The children of the flesh

The Jews were once hot and upset with Jesus and said to Him, “Abraham is our Father.”  Again, they felt this made them special and that because Abraham was their father, they were good in God’s eyes.  Jesus responded to them, “If you were Abraham’s children, you would do the works of Abraham (John 8:39) … You are of your father the devil, and the desires of your father you want to do (John 8:44).”

So, if they truly were of Abraham, they would have lived their lives much differently, according to Jesus.  Paul, again, touches on this same point within this passage of scripture.  Paul writes, “those who are the children of the flesh, these are not the children of God (v.8).”  So, let this be clear, you could physically be a descendant of Jacob (Israel), but if your works and faith were of the flesh, then Paul says, you are not Israel nor are you a child of God

Honestly, it doesn’t get more plain and simple than that.  There is much talk today about the “real Israel” but no definition you find in our world today is more defined than this.  This election (being chosen) is one that is divine and God has defined this election process.  The one thing the world tries to do is it take God’s word and twists it so that it can fit into it – that’s not how this works.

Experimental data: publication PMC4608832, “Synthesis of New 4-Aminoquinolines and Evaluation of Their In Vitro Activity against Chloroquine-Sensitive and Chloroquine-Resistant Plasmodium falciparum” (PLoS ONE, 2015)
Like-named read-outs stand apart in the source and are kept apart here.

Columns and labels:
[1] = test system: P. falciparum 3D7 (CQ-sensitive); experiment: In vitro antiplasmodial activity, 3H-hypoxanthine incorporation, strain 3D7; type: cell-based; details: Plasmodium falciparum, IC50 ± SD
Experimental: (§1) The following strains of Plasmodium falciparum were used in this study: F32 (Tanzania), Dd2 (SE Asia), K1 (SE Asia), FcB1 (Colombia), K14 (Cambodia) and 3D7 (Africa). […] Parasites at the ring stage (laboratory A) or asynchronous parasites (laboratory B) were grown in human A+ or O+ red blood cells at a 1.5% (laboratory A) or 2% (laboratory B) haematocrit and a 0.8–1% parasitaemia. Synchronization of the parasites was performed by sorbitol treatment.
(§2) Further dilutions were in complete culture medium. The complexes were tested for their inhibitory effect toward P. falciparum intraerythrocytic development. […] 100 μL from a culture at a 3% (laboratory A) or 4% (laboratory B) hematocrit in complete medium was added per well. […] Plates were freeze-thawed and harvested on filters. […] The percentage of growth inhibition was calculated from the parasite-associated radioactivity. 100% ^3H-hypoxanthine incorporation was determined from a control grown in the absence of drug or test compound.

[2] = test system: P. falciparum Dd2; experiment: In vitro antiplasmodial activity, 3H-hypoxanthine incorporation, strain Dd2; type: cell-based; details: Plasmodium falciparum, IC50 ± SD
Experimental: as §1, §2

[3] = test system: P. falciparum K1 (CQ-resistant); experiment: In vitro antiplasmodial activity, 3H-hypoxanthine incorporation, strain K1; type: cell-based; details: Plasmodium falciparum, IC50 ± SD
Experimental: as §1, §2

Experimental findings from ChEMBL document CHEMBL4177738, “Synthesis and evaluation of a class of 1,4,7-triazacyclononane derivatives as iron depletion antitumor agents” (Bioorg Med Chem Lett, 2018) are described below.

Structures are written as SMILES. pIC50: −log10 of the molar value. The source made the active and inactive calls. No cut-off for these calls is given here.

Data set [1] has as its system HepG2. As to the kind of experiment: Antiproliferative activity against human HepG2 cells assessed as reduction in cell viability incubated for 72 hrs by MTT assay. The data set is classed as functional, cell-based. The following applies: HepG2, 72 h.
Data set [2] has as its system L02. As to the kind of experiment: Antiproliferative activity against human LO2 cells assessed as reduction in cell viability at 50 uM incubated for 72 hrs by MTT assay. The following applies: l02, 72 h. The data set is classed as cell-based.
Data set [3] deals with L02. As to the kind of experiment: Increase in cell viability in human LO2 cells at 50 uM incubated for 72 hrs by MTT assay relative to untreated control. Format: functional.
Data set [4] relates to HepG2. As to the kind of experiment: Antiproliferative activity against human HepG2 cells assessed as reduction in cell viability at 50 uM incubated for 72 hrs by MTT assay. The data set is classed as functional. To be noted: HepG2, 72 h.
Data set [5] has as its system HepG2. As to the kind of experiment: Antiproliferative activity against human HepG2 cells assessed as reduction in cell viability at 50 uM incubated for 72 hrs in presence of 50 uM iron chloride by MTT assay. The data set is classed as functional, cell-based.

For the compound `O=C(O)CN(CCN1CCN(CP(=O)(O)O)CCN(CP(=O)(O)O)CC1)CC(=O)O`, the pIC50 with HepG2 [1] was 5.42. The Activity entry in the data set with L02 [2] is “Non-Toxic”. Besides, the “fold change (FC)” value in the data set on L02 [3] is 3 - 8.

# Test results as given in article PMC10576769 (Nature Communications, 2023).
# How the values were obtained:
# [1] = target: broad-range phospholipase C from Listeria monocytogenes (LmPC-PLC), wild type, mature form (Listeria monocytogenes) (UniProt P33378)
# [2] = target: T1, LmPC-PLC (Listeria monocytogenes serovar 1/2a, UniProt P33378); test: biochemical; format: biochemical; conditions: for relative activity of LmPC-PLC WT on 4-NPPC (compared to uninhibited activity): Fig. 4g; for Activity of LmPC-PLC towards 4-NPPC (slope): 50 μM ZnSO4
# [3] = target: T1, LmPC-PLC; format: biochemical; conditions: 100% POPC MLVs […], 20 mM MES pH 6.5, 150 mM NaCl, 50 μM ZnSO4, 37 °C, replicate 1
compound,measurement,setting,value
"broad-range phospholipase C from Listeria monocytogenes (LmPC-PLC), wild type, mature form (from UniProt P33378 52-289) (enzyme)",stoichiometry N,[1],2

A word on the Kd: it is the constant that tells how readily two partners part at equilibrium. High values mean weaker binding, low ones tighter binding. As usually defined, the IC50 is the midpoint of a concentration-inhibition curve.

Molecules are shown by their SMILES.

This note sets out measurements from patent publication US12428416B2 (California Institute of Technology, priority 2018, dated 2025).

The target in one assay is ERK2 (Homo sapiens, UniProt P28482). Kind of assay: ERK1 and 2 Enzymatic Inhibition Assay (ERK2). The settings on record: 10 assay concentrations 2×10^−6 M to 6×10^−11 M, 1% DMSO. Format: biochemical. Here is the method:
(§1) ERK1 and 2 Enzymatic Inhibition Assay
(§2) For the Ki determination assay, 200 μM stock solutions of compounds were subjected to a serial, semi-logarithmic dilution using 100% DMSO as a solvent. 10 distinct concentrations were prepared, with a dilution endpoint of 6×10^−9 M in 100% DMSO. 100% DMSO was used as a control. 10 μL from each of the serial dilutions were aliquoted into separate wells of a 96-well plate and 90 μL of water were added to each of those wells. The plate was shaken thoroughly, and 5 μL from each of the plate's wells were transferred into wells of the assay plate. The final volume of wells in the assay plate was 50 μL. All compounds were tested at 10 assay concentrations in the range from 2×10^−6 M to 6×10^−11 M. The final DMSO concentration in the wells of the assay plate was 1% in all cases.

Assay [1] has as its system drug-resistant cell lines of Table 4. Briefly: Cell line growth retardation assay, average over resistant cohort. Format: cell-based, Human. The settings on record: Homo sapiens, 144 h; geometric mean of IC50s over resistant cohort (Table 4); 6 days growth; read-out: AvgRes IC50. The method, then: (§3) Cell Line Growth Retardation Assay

The children of the promise

Paul says, “the children of the promise are counted as the seed.”  These are the chosen – the elected – the children of the promise.  And again, we see Paul use the nation of Israel as the example of this election.  The children of the promise, when it came to Israel, were those who were the natural offspring of Jacob – they were counted as the seed.

However, a distinction is being made here between those whose election is not sure and those whose election is sureThose who are counted as the seed spiritually are those who are the spiritual children of God.  We are the spiritual children of God through our genuine faith in His only begotten Son.  Again, the Jews felt that they were entitled to special benefits (worldly and spiritually) – they saw it as a birthright.

Paul, in the next few verses, dives even more into the fact that the spiritual benefits are not a birthright but belong to God’s elect (vss.9-13).  He mentions Sarah having a son – Isaac – who was promised. He also mentions Rebecca as an illustration of the principle of the divine election as well.  Paul then mentions by name both Esau and Jacob.  Esau, we remember being the older twin of Jacob and even though he was the older, God chose the younger.